Toyota's plug-in hybrid RAV4 Prime is a seriously quick compact SUV. But does that make it better?
Speed isn't everything. However, speed, for lack of a better word, is good. Toyota's latest variant of their extremely popular RAV4 line of compact SUVs boasts a 302 horsepower hybrid system to make this one of the fastest new Toyotas you can buy. I'm serious - the only quicker car they sell is the Supra. Economical and speedy? What could possibly go wrong? Unsurprisingly, not much at all. This is a fantastic entry into the segment with its only falter owing to an astronomical* price tag. We'll address that, though.
How much is it?
Er. A lot. My Prime XSE tester was nearly top-tier (the Limited can be a couple thousand more) and boasted a sticker price a hair's-width under $50,000. $49,577 to be exact. For a friggin' Toyota RAV4, are you serious? Afraid so. But, don't get so holed up on the price, because it might seem like a lot, but it actually isn't, for there's a $7,500 federal tax credit available on these plus local rebates. For example, you can get a $1,500 California clean fuel rewards rebate in addition (if you live in the Golden State). So once all is said and done, you'd be looking at a net price closer to $40,000, which is basically the same as a regular RAV4 Hybrid that is now so slow in comparison. I'll be straight with you right now: this car is not worth 50 grand, and that price is beyond silly. But, taken into consideration the ways of reducing that cost, it becomes a decent deal in the end. It's almost like Toyota priced it accordingly with government rebates and tax credits brought into consideration...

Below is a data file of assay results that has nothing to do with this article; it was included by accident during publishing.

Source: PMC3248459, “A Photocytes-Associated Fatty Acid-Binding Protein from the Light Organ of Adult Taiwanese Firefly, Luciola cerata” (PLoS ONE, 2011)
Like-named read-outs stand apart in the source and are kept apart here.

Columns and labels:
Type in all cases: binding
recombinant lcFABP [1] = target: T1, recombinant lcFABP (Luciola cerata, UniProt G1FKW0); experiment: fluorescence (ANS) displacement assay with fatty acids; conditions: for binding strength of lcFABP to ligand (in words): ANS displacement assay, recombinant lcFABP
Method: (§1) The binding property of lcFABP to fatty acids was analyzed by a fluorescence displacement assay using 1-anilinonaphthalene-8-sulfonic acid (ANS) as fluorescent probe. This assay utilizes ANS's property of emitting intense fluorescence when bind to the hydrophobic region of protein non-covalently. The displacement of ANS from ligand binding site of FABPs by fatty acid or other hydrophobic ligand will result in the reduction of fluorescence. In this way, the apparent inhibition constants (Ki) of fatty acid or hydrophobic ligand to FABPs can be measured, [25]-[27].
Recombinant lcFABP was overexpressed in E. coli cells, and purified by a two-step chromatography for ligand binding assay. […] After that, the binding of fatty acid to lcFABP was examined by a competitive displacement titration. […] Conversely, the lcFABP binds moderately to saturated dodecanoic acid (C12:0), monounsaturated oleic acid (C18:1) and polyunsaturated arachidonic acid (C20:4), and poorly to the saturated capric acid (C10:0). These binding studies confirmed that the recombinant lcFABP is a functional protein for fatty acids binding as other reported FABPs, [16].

Now that we got that pesky price out of the way, let's talk about what makes this RAV4 Prime standout. For one, and it really is the main party trick of this little SUV, there's the aforementioned speed. With 302 combined horsepower from the 2.5L inline-four and a pair of electric motors (one front, one rear), this Toyota scoots to 60 MPH in only 5.5 seconds. I remember the first time I put my foot down, I wasn't ready to believe the hype surrounding that horsepower claim, however, I quickly became a believer. Compared to a standard RAV4's measly 203 horsepower and the 219 horsepower RAV4 Hybrid, this Prime model moves. It's quicker than turbocharged Mazda CX-5 and BMW X3 even. The last RAV4 Hybrid I tested did the 0-60 MPH deed in a relatively glacial 7.3 seconds for comparison.
What's also good in the powertrain department is the normally wheezing and annoying Toyota four banger engine noises have been hushed to a degree, taking on a lower frequency grumble that's far more aurally pleasing. That's actually not the right word choice as it's not pleasing, but rather it's just no longer bad, and you instead can completely ignore it. Transitions from hybrid mode to full-on EV mode are seamless enough to rarely ever notice and the CVT transmission does its diligence to never interfere the way they used to a decade ago. All-wheel drive ensures traction is available at all times and the immediate thrust of the accompanying electric motors make for serious and instant haste.
This powertrain setup promises about 40 miles of electric range, granted you choose to plug it in at home overnight, in which case a regular plug outlet will require roughly 10 hours to fully recharge the 18-kWh battery pack. Or, you can never charge it, of which will turn the RAV4 Prime into operating exactly like the regular RAV4 Hybrid. Driven this way, I averaged 35 MPG during my week with this Supersonic Red example and achieved 36 MPG on a long highway haul to Monterey and back. Both of these numbers are close enough to be considered identical to the last RAV4 Hybrid I tested (34 overall, 36 highway). At least you can choose how you want it to behave. If you have cheap electricity and/or solar, then charging might not cost you anything to enjoy it as a full, silent EV if you so desire. But, make no mistake, it's not very fast in EV mode.